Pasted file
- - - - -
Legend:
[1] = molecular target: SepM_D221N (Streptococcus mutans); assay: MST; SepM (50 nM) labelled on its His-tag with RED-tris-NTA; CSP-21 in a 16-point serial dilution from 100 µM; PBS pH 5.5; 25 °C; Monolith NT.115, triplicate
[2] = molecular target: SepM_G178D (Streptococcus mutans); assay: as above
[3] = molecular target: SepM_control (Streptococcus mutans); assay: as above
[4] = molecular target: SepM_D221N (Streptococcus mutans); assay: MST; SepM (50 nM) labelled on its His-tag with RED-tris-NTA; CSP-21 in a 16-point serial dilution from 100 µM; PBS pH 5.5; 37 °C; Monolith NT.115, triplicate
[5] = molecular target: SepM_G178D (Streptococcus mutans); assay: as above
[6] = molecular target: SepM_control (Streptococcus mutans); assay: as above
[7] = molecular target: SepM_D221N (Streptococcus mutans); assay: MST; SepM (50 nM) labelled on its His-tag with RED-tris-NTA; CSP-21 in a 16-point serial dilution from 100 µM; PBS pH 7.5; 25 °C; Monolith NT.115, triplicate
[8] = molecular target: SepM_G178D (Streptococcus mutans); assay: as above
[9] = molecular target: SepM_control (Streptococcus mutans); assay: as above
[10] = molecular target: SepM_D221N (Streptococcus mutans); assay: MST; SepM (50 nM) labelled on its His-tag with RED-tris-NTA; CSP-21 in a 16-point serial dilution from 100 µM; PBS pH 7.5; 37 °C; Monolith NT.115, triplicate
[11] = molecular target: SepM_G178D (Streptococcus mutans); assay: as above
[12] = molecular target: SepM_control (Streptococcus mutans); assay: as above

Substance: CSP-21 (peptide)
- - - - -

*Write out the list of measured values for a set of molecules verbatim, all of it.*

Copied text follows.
Legend:
[1] = molecular target: SepM_D221N (Streptococcus mutans); assay: MST; SepM (50 nM) labelled on its His-tag with RED-tris-NTA; CSP-21 in a 16-point serial dilution from 100 µM; PBS pH 5.5; 25 °C; Monolith NT.115, triplicate
[2] = molecular target: SepM_G178D (Streptococcus mutans); assay: as above
[3] = molecular target: SepM_control (Streptococcus mutans); assay: as above
[4] = molecular target: SepM_D221N (Streptococcus mutans); assay: MST; SepM (50 nM) labelled on its His-tag with RED-tris-NTA; CSP-21 in a 16-point serial dilution from 100 µM; PBS pH 5.5; 37 °C; Monolith NT.115, triplicate
[5] = molecular target: SepM_G178D (Streptococcus mutans); assay: as above
[6] = molecular target: SepM_control (Streptococcus mutans); assay: as above
[7] = molecular target: SepM_D221N (Streptococcus mutans); assay: MST; SepM (50 nM) labelled on its His-tag with RED-tris-NTA; CSP-21 in a 16-point serial dilution from 100 µM; PBS pH 7.5; 25 °C; Monolith NT.115, triplicate
[8] = molecular target: SepM_G178D (Streptococcus mutans); assay: as above
[9] = molecular target: SepM_control (Streptococcus mutans); assay: as above
[10] = molecular target: SepM_D221N (Streptococcus mutans); assay: MST; SepM (50 nM) labelled on its His-tag with RED-tris-NTA; CSP-21 in a 16-point serial dilution from 100 µM; PBS pH 7.5; 37 °C; Monolith NT.115, triplicate
[11] = molecular target: SepM_G178D (Streptococcus mutans); assay: as above
[12] = molecular target: SepM_control (Streptococcus mutans); assay: as above

Substance: CSP-21 (peptide)